Everyone likes generic drugs. So do I. Who wants to pay those shocking prices–you know, a couple bucks or even a few bucks a pill for potentially life-saving products: I mean, the gall of those pharmaceutical companies!–when a generic is out there for pennies on the dollar?
Seriously, it’s great to save money. But it appears that not all generics are equivalent to the name brands. Reports the Los Angeles Times:
The Generic Pharmaceutical Assn. touts them with a slightly catchier slogan: “Same Medicine. Same Results.” But sometimes, patients and their doctors beg to differ.
A switch from a long-used brand-name drug to its generic equivalent can, on occasion, bring a shifting profile of side effects. In a number of cases documented in medical journals and recounted in interviews with physicians, a generic version of what is often called a “pioneer” drug simply doesn’t appear to work as well for many patients.
“Everybody thinks generics are swell: To suggest otherwise is like saying you don’t love your mother,” said Dr. Peter R. Kowey, chief of cardiovascular diseases at the Philadelphia area’s Main Line Health System, who reviewed the issue of generic substitution of certain heart drugs for the American Heart Assn. But between some pioneer drugs and their generic imitators, Kowey said, “we are concerned that the margin of difference is large enough” to risk patients’ health.
Last December, the American Epilepsy Society called on the FDA to approve a large clinical trial to determine “once and for all” whether the substitution of brand-name drugs with generics increases the risk of “breakthrough” seizures or toxicity among patients with epilepsy. This type of research would probably take years. But until such a study is completed, the society declared, it would oppose measures by state, federal or private insurance programs that would limit physicians’ choices in prescribing anti-seizure medicines.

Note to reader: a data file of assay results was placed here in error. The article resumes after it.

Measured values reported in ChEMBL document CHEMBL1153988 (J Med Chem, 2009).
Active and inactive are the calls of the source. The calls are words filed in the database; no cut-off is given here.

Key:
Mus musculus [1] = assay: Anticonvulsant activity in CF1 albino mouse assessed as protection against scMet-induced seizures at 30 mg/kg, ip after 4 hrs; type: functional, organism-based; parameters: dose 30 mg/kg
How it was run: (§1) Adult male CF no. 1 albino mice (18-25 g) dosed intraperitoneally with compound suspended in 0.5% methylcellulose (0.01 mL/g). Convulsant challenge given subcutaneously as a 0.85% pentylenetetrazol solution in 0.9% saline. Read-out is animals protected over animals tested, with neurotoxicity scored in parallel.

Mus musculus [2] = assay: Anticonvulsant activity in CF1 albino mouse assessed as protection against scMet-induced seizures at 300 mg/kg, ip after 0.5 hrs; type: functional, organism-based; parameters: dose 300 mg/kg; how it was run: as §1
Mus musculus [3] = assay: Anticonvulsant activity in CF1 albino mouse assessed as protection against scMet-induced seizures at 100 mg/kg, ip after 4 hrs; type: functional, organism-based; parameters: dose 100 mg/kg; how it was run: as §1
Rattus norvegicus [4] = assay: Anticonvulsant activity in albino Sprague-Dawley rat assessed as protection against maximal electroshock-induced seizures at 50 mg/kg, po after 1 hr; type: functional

Last fall, an independent laboratory, prompted by a flurry of consumer complaints, presented evidence that a generic version of the once-a-day antidepressant Wellbutrin XL may be less effective than the original at reducing some patients’ depressive symptoms. An agency spokeswoman said the FDA is investigating the matter and will make its findings public when the inquiry is complete.
In a report released today, the New York-based ConsumerLab.com, which conducted the Wellbutrin XL analysis, also urges the FDA to review the performance of a new generic for Toprol XL, a once-a-day version of a high blood pressure drug that is the fifth most-prescribed medicine in the United States. That challenge comes after dozens of patients complained to the People’s Pharmacy — a multimedia source of information about drugs and supplements — of erratic spikes in blood pressure and side effects after they had switched from Toprol XL to a new generic version of the drug.
The fact that generics sometimes differ doesn’t mean that we should drop generics. But it does suggest that we–and particularly government medical programs and private health insurance plans–should be more judicious in promoting generics. Saving money ain’t everything when it comes to health care.